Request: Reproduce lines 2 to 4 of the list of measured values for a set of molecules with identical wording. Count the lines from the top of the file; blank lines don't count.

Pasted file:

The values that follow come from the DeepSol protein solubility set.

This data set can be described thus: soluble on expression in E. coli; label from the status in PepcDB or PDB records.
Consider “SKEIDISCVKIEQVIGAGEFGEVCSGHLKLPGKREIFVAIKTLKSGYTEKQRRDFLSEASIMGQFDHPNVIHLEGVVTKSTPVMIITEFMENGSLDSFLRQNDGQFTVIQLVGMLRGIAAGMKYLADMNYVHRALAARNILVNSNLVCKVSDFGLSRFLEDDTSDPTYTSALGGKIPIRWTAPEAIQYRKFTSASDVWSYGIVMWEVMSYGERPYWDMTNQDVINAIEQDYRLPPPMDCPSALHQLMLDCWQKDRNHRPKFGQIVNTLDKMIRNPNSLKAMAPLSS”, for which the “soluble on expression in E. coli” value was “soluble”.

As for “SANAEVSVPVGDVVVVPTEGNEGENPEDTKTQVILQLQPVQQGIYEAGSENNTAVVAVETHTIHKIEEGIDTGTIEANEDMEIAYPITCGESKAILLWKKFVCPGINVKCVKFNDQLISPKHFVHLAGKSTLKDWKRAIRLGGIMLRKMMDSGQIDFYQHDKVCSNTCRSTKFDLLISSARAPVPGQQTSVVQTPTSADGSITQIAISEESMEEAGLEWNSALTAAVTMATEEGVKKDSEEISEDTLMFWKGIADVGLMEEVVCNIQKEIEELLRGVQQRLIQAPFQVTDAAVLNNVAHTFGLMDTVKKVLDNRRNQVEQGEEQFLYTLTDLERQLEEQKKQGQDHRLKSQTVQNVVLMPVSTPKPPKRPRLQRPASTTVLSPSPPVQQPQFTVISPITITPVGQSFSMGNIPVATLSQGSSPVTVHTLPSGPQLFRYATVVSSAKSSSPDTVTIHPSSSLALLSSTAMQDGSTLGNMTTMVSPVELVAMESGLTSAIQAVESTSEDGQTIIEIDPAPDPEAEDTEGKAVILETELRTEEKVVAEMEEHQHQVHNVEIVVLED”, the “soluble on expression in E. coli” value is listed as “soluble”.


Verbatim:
This data set can be described thus: soluble on expression in E. coli; label from the status in PepcDB or PDB records.
Consider “SKEIDISCVKIEQVIGAGEFGEVCSGHLKLPGKREIFVAIKTLKSGYTEKQRRDFLSEASIMGQFDHPNVIHLEGVVTKSTPVMIITEFMENGSLDSFLRQNDGQFTVIQLVGMLRGIAAGMKYLADMNYVHRALAARNILVNSNLVCKVSDFGLSRFLEDDTSDPTYTSALGGKIPIRWTAPEAIQYRKFTSASDVWSYGIVMWEVMSYGERPYWDMTNQDVINAIEQDYRLPPPMDCPSALHQLMLDCWQKDRNHRPKFGQIVNTLDKMIRNPNSLKAMAPLSS”, for which the “soluble on expression in E. coli” value was “soluble”.

As for “SANAEVSVPVGDVVVVPTEGNEGENPEDTKTQVILQLQPVQQGIYEAGSENNTAVVAVETHTIHKIEEGIDTGTIEANEDMEIAYPITCGESKAILLWKKFVCPGINVKCVKFNDQLISPKHFVHLAGKSTLKDWKRAIRLGGIMLRKMMDSGQIDFYQHDKVCSNTCRSTKFDLLISSARAPVPGQQTSVVQTPTSADGSITQIAISEESMEEAGLEWNSALTAAVTMATEEGVKKDSEEISEDTLMFWKGIADVGLMEEVVCNIQKEIEELLRGVQQRLIQAPFQVTDAAVLNNVAHTFGLMDTVKKVLDNRRNQVEQGEEQFLYTLTDLERQLEEQKKQGQDHRLKSQTVQNVVLMPVSTPKPPKRPRLQRPASTTVLSPSPPVQQPQFTVISPITITPVGQSFSMGNIPVATLSQGSSPVTVHTLPSGPQLFRYATVVSSAKSSSPDTVTIHPSSSLALLSSTAMQDGSTLGNMTTMVSPVELVAMESGLTSAIQAVESTSEDGQTIIEIDPAPDPEAEDTEGKAVILETELRTEEKVVAEMEEHQHQVHNVEIVVLED”, the “soluble on expression in E. coli” value is listed as “soluble”.